best fallout games, ranked, worst to best
Image Source: Bethesda

Best Fallout Game: All Fallout Games, Ranked

From San Francisco to Far Harbor, ranking the best of what the Fallout series has to offer.

Fallout has been around since the late 90s, and so many good games came out of its existence. It’s kind of impressive just how consistent the franchise has been, ranging from good to extraordinary. Given how immersive the games are, the choices you can make, and the roleplaying aspects, it isn’t surprising. With each entry varying in quality, it’s only natural for us to rank every Fallout game, from the worst of the best to the best.

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7. Fallout 76

fallout 76, best fallout games ranked
Image Source: Bethesda

Fallout 76 isn’t a bad game—at least not now it isn’t. It was a buggy mess when it first released, and the microtransactions on top of that didn’t help the situation. While it has a long way to come, it’s far more stable to the point that you can safely hop into the game with a few buddies.

Set 25 years after the Great War, Fallout 76 plants you beautiful state of West Virginia. Leaving Vault 76 not long after the bombs fell is an incredibly interesting premise. The roaming mutant creatures that roam are particularly weird, which is to be expected given the time, being more grotesque and bulbous than their descendants. It’s almost as if their mutations haven’t quite balanced out to fit the world around them yet—a genetic scattershot, so to speak.

Appalachia is also a breath of fresh air in terms of environment. With the running streams and dense forests, it’s a paradise compared to the Mojave Desert and Capital Wasteland. However, Fallout 76 is more like a playground than an enriching narrative experience. It’s freeing, in a way, as there’s more of an emphasis on roleplaying with other players, so don’t expect that. Grab a few friends, create some fun characters, and go wild!

6. Fallout Shelter

fallout shelter, best fallout games ranked
Image Source: Bethesda

Fallout Shelter came out of left field when it was first released back in 2015, but despite being a mobile game (and free), it feels like a natural extension of the franchise. Its premise is simple, yet interesting: You are the overseer of a vault. Genius!

The game plays like a village sim, but with a coat of Fallout paint. You have the power to build different rooms with various functions, like generating power, water, and food, as well as secondary resources like Stimpaks and RadAway. These are then occupied by Vault Dwellers, which serve as your workforce. You can have them make little Vault Dwellers, send them outside the vault to gather crafting materials, and protect the vault from raiders and radroaches.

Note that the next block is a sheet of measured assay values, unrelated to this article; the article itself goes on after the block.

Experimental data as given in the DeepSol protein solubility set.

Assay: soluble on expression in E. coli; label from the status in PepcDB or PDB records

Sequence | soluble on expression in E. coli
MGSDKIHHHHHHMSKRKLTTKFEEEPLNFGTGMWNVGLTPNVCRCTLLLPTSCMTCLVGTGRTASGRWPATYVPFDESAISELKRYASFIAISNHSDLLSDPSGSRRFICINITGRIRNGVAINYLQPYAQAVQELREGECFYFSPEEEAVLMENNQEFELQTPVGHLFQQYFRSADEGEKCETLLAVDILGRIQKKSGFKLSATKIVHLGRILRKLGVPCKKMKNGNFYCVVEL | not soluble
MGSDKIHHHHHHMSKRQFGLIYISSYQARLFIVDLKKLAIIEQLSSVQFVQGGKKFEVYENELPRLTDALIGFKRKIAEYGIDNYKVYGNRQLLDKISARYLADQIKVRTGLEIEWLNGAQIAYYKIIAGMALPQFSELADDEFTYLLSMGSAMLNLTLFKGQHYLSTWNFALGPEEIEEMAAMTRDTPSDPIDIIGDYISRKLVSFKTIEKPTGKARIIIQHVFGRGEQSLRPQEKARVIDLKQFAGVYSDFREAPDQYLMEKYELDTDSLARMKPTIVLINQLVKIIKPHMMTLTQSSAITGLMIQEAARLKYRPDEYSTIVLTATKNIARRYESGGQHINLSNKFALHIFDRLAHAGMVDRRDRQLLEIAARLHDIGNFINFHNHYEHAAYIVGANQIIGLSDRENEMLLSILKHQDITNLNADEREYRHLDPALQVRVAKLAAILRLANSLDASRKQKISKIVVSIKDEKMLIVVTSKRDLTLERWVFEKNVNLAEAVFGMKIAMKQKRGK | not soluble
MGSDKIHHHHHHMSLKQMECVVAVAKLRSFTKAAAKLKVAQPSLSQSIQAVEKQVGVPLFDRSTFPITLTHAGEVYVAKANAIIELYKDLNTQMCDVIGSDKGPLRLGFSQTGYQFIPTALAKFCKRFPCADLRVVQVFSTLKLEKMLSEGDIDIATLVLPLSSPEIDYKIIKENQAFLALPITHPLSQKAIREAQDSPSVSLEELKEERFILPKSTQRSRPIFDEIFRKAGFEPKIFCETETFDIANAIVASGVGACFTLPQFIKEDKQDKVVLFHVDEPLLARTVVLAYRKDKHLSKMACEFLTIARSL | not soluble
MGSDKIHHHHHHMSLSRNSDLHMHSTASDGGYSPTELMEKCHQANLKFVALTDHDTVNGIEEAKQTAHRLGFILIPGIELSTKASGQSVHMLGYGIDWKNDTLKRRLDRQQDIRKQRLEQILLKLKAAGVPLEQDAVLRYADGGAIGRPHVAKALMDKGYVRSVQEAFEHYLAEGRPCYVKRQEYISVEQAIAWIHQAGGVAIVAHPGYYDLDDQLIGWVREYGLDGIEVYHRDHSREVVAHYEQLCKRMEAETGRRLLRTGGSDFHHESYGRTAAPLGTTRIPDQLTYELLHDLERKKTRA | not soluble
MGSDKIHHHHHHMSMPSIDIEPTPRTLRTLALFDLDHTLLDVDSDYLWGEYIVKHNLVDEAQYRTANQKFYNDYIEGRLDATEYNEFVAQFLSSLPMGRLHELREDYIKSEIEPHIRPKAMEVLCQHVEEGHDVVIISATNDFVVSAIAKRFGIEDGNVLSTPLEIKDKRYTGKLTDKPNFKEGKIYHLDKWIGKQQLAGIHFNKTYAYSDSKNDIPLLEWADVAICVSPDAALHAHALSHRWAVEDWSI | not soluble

While it’s very fun (and rather funny), Fallout Shelter suffers from the same problems most mobile games have: the lack of an end goal and microtransactions. Sure, you can gather resources the old fashioned way, but it often takes hours for your Vault Dwellers to return, and that’s if they return.

5. Fallout 3

fallout 3, best fallout games ranked
Image Source: Bethesda

The first sequel to Fallout since 1998 certainly made a few diehard fans bristle for essentially being “Elder Scrolls with guns.” That’s a fair criticism, but remember: Bethesda released two great RPGs before then—Morrowind and Oblivion. Almost everything about Fallout 3 works, though combat is admittedly clunky, but serviceable.

The Capital Wasteland is a joy to explore, feeling appropriately empty without actually being empty. More like life is hanging on by a thread and the landscape is dreary and depressing. Even with familiar metropolitan areas, the ruins left behind are eerily foreign. It makes pockets of civilization stand out, like the rickety town of Megaton and Tenpenny Tower.

What Fallout 3 does just as well is its writing, if you can look past the main story. The plot revolves around Project Purity, a plan that was meant to bring clean drinking water to the Capital Wasteland, which is interesting enough. However, the real meat of the game are the side quests, especially when you’re unraveling the mysteries of the vaults, like the bizarre nature of Vault 108 (Gaaaaary!).

4. Fallout 2

fallout 2, best fallout games ranked
Image Source: Black Isle Studios

What you’re getting here is more Fallout, more of what its predecessor threw down. There’s both dark and goofy humor (a lot more cultural references), good writing, and a big world with plenty to explore, conversations to be had, and turn-based combat that holds up to this day.

However, that’s both its strength and weakness as it doesn’t do much to elevate what’s already been established. Even the plot is a retread of the original game, but repackaged, though still fascinating. The interface is just as irritating to navigate, as it was in the previous title.

In hindsight, Fallout 1 and 2 create a sort of double album, where the latter is best experienced right after the original. There’s a lot of fun to be had here and worthy of your time, especially if you create a dumb character. You can even extend your playtime with the Restoration Project—if you like modding, that is.

3. Fallout 4

fallout 4, best fallout games ranked
Image Source: Bethesda